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In this presentation, Charlotte Gray speaks about her experiences of telling women's stories.
Hosted by Canada’s History Society
Charlotte Gray is one of Canada’s most acclaimed historians and biographers. In this presentation, she speaks about how she tells women’s stories within the framework of the five standard journalistic questions: who, what, why, when, and how.
Charlotte Gray is one of Canada’s best-known writers and author of over ten acclaimed books of literary non-fiction. The television miniseries, Klondike, broadcast on Discovery Channel in January 2014, was based on Charlotte’s 2010 award-winner Gold Diggers: Striking It Rich in the Klondike. A former Chair of the Board of Canada’s National History Society, she is a member of the Order of Canada and a Fellow of the Royal Society of Canada.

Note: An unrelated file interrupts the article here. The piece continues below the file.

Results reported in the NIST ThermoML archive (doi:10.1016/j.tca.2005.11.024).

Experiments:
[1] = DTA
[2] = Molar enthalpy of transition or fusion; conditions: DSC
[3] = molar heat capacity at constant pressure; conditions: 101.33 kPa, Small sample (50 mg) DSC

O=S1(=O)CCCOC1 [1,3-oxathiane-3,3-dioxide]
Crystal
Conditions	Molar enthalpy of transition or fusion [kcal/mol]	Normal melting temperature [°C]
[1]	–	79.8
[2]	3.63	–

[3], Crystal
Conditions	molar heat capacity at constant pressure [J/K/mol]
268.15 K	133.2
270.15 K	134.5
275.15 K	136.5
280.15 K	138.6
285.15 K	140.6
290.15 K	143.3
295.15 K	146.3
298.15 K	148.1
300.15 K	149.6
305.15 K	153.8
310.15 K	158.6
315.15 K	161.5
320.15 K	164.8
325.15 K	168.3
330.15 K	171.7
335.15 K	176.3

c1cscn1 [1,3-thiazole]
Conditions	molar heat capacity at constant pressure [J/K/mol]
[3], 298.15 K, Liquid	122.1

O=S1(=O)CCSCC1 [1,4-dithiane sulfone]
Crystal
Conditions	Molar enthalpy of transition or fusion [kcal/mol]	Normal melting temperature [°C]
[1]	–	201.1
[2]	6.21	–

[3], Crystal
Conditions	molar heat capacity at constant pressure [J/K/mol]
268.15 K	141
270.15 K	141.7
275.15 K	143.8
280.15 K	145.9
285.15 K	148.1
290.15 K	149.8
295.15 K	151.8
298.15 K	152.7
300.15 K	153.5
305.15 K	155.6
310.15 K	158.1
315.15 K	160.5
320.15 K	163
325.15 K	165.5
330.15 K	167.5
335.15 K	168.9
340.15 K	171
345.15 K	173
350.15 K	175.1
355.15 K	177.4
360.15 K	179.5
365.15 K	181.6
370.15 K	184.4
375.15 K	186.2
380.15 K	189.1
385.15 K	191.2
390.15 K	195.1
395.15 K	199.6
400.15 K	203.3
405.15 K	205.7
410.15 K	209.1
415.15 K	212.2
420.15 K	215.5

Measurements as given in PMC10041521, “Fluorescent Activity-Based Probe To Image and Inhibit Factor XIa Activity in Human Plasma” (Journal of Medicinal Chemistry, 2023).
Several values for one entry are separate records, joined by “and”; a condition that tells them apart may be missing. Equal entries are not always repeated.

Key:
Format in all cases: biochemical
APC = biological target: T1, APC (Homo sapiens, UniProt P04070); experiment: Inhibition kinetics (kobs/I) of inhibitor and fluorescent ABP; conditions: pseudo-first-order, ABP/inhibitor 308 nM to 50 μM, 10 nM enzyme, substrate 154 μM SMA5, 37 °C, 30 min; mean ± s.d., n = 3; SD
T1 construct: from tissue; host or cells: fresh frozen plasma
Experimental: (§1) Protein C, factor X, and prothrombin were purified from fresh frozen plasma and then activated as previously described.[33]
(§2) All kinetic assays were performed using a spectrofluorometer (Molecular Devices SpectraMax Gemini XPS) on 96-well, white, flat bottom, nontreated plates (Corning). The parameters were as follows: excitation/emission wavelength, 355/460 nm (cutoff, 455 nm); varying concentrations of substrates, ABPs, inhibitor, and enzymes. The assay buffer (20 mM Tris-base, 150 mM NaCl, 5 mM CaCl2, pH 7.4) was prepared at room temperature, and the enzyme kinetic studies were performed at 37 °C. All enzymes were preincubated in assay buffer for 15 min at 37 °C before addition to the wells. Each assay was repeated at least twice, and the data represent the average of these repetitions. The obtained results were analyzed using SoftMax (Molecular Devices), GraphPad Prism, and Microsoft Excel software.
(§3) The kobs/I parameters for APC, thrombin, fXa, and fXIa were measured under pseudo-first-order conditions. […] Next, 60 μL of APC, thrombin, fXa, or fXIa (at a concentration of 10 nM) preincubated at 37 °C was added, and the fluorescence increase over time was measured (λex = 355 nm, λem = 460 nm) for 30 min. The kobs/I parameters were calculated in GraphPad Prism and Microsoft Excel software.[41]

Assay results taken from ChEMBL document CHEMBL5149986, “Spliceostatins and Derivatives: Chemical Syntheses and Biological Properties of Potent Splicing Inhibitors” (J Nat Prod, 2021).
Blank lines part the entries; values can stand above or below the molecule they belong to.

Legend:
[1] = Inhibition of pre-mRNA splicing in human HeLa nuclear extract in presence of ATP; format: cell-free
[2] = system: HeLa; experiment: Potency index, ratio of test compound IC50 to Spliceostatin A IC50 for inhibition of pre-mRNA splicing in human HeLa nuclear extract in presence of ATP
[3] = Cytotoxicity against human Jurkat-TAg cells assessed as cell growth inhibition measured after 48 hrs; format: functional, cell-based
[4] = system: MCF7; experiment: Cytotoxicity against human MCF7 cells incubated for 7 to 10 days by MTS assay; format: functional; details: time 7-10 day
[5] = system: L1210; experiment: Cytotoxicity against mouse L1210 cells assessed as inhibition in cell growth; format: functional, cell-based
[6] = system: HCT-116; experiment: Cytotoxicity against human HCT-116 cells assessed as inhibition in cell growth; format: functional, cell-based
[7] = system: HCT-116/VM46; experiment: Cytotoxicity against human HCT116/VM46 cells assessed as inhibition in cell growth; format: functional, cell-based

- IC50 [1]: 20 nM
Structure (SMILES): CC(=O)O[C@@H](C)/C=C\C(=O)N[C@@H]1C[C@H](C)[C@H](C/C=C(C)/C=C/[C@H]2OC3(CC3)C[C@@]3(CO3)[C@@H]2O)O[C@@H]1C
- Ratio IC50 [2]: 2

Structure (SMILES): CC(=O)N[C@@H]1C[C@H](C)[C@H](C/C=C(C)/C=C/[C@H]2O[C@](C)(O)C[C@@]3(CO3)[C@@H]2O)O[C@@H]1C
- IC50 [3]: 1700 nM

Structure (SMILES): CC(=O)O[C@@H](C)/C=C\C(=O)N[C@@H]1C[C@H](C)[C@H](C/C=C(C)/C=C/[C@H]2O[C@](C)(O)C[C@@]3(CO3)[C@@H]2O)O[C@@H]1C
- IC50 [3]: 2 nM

Telling the story of Canadian Women from Exceptional to Everyday Life
In this presentation, Anne Tenning tackles the issues faced by Indigenous youth in the Education system.
In this presentation, teacher Rob Bell shares how an unexpected discovery turned a conventional unit on the Spanish Influenza into a rich and personal learning experience.
Lisa Howell believes in the transformative power of education and encourages her students to not only think deeply and critically, but to also take action.
In this presentation, Maxine Hildebrandt and Lisl Gunderman discuss how their cultural exchange provided an opportunity for students to see things from perspectives other than their own.